Maud lost her heart to a rose. A single closed pink bud presented to her.
then, she known him only as the Rose Man. A quiet and gentle young
man who tended her grandmother's garden; a neighbour's son who lived
two doors down from her dear nan. His name was Arthur. Arthur Booth.
And he had an affinity with roses.
voice was soft, as soft as light summer rain, but when they
quarrelled it became as hard as hailstones. At their last meeting,
sharp words were spoken and hers in particular were as prickly as
thorns. Their nine month courtship ended abruptly before he left to
join the front. Maud begged him to desert, to resist, to be a
pacifist; she didn't want him to die for King and country and
refused to write to him. Women feared for their men, but most wanted
them to be courageous; not Maud. She wanted Arthur, who had passed
the medical, to stay and accept the taunts and white feathers.
were younger men just as scared as him Arthur said. Just boys.
Despite his misgivings, he owed it to them to stand up and be
counted. To fight and even die alongside them. It didn't change
anything between the two of them, but Maud wouldn't have it. If he
went, they were finished! She didn't want to pine or live in hope
like other sweethearts; she wouldn't search for his name in bulletins
or be afraid of a knock at the door.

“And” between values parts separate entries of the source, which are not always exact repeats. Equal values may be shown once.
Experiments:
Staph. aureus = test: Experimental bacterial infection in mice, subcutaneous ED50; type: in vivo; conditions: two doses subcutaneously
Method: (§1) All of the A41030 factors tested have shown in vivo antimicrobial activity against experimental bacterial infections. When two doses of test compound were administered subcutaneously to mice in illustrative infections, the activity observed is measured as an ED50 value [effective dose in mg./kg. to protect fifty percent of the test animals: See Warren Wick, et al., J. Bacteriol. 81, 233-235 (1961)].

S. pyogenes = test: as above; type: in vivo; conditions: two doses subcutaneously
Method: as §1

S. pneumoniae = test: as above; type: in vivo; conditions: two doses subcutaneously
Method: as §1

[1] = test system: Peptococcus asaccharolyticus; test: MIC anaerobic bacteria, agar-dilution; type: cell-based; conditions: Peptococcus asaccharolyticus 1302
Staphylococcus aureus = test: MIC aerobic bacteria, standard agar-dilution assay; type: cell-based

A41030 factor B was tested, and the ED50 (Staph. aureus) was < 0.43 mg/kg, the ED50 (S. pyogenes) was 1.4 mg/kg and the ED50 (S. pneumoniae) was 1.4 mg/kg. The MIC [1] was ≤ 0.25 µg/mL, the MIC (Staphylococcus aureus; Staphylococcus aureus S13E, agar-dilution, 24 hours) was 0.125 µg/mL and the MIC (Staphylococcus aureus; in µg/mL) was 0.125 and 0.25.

words once said couldn't be taken back, and soon more were thrown and
hung in the air like London's smog. He was weak, she was selfish. He
would be sure to get killed, she was cruel and callous. Neither of
them meant it, but the tension sizzled like a storm that wouldn't
break. Maud grew silent and Arthur, after one final glance, walked
away with heavy footfalls which echoed up the garden path.
who had been terrified of further wounding her lost heart found it
bled anyway. Too proud to back down, she constantly thought about
Arthur and moved into her grandmother's house where she felt his
presence lingered in the garden. She befriended his family, talked to
his roses and breathed in their heavenly scent. She found the words
to reconcile them, the words she wished she had the nerve to write or
too was stubborn. He wrote letters he didn't send.
was confirmed he was missing in action, his belongings were returned
and with them was a packet of letters tied with string and marked,
'For Maud.' He'd poured out all his thoughts so that the words read
like Tennyson's poetry. Maud's tears dropped onto the fragile papers
for while their raised voices had rung in her head, he, without her
knowing, had continue to love and had forgiven her.
knew Arthur was dead for the roses which climbed up the brick wall
began to call her. They'd never answered her before, but now they
seductively whispered, “Come into the garden, Maud...” So that
each day she said farewell to the setting sun and welcomed the rising
moon there. Maud's visits were so timed that as she approached a red
rose would cry, “She is near, she is near” and a white rose would
weep, “She is late.” Their sweet musky perfume entering her blood
when each twilight she admired them.
late renewal of Arthur's love, even in death, revived her withered
soul, because through the roses he loved her still and would always
be with her.
Maud by Alfred Tennyson